Verizon is among the high-profile companies being engaged. CBIS -- joined by the Maryknoll Sisters, the Sisters of St. Dominic of Caldwell, New Jersey, the Benedictine Sisters of Virginia and Proxy Impact -- gained a vote on a shareholder resolution addressing online risks faced by children during Verizon's annual meeting May 2 in Orlando, Florida.

Proxy Impact, based in Oakland, California, assists private shareholders in advocacy work to promote sustainable and responsible business practices.

The resolution -- calling for a report by March 2020 on the potential sexual exploitation of children through the company's products and services -- gained 33.7 percent approval from shareholders. While it was far from the majority needed for passage, such a high level of support for a first-time resolution is unusual in the corporate world.

Rembert was pleased, but not satisfied, with the result, especially given that she believes it's the first time that shareholders anywhere tried to force a telecom company into action to confront online abuse.

"I've tried to engage with (Verizon) for over a year and every time I spoke with someone I didn't have strong confidence in what they were saying, or I didn't have the right person who could give me the answer (about their practices)," she told Catholic News Service May 14.

Online child sexual abuse can take many forms including children being exposed to inappropriate content; the soliciting of kids to send inappropriate photos of themselves through social media, pornographic videos and live streaming; and the manipulation and distribution of normal family photos of children stolen from computers and cellphones.

The ease with which such images are distributed is what concerns Rembert, who has been trying to convince telecom firms to respond to investor concerns for two years. Perpetrators are using increasingly sophisticated means, including encryption, to avoid detection, she said.

Rembert undertook the campaign effort after a poll of other investors revealed that human trafficking and online child abuse were the two highest ranked concerns.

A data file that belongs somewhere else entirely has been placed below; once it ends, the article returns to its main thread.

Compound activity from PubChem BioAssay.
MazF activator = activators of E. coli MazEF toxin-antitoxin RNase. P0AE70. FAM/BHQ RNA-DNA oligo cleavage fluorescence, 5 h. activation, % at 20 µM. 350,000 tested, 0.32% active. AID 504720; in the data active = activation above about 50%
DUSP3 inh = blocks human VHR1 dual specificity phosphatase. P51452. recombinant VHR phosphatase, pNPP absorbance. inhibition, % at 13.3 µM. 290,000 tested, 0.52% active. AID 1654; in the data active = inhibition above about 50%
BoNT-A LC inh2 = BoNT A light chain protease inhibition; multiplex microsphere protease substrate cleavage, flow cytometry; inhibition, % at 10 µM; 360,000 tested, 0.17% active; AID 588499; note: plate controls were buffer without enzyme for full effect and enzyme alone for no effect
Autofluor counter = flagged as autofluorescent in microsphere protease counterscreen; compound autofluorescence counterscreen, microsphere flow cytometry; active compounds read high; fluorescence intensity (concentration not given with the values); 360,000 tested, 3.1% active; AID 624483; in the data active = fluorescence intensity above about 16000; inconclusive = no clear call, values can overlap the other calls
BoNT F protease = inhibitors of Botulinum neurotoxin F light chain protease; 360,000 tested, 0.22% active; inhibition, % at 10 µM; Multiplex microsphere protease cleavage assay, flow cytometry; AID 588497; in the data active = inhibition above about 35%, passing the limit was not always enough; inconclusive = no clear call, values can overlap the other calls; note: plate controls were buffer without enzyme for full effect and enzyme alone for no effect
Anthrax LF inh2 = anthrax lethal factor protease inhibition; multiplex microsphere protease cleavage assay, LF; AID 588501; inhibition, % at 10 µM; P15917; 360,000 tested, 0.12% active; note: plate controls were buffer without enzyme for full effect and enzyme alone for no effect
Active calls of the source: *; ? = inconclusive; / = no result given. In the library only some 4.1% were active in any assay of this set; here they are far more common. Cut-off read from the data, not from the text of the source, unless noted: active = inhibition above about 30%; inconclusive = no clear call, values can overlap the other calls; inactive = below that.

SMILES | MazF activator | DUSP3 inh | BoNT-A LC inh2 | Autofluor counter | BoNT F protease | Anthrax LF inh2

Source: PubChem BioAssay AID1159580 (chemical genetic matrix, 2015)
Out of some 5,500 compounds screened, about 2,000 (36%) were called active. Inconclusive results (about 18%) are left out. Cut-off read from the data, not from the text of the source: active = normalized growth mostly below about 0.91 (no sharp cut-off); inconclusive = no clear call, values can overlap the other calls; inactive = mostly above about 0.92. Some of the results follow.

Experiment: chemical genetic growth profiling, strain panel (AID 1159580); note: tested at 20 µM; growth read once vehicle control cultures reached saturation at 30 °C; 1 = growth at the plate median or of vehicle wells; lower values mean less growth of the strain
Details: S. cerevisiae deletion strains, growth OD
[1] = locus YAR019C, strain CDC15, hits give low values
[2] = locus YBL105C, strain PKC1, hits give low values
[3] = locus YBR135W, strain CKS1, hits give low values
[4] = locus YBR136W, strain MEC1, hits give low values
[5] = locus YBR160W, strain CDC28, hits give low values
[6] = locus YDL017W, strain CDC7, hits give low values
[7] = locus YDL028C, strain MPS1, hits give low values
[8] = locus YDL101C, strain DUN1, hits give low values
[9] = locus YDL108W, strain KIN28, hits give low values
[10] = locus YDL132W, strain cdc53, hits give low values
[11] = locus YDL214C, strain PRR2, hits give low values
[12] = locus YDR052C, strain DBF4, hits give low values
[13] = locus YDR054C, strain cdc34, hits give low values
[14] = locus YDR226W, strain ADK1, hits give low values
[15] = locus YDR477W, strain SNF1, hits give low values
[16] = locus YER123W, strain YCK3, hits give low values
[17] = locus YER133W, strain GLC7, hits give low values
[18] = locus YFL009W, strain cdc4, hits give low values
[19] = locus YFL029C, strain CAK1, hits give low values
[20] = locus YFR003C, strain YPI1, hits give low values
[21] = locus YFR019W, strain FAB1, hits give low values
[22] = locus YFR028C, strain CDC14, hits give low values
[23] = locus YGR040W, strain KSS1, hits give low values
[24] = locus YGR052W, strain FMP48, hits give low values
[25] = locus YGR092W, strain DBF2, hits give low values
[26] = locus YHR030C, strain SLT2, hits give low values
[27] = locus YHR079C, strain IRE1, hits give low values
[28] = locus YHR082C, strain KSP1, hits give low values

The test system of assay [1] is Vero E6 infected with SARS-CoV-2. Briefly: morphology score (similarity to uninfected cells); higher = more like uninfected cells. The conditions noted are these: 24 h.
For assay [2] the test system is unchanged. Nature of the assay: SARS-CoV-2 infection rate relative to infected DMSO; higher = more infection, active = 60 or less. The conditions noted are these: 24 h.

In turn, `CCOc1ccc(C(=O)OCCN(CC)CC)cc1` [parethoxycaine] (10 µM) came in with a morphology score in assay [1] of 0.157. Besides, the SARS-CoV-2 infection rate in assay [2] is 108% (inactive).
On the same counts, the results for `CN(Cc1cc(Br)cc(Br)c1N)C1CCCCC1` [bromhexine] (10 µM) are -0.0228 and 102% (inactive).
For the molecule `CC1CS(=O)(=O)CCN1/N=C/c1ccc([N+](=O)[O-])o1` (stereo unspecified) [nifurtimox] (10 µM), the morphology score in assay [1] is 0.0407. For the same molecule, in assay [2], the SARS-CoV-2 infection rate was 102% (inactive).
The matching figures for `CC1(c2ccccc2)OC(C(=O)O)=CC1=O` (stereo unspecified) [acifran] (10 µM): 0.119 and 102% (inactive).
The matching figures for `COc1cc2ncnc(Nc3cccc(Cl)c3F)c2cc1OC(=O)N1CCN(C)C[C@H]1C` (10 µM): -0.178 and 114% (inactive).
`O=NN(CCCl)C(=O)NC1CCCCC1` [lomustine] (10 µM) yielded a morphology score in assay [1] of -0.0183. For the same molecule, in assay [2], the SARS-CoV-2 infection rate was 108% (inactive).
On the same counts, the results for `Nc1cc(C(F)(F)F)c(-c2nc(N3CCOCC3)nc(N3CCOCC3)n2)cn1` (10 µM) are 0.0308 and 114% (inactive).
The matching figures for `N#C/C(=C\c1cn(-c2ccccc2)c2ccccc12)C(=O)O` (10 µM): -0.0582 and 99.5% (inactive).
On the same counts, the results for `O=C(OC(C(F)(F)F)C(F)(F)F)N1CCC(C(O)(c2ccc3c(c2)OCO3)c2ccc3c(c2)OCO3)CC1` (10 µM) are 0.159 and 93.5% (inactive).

"(Society is) almost universally against child pornography and child sexual abuse," Rembert said. "There's a firm moral line that crosses all different stripes of society and because of that there is not a lot of gray area if a company is linked to child sexual abuse online."

While the moral concerns are the shareholders' greatest concern, there's also a financial reason for the effort. Rembert said that companies face high risks to their reputation and financial bottom line -- and thus the value of a shareholder's portfolio -- if it's determined that a telecom firm is not doing what's possible to protect children.

Online child sexual abuse is a global industry, fueled by the widening access by children to mobile devices and cellphones on every continent. No estimates are available on the size of the industry, but Interpol and other law enforcement agencies have been overwhelmed in trying to track the amount of material circulated through online platforms.

Social workers specializing in serving children suggested that as many as 1 million unique child abuse images existed, according to a 2017 report by the International Centre for Missing and Exploited Children in Alexandria, Virginia, and the Children's Charities' Coalition on Internet Safety in the United Kingdom. The United Nations Office on Drugs and Crime has said up to 50,000 new images circulate annually.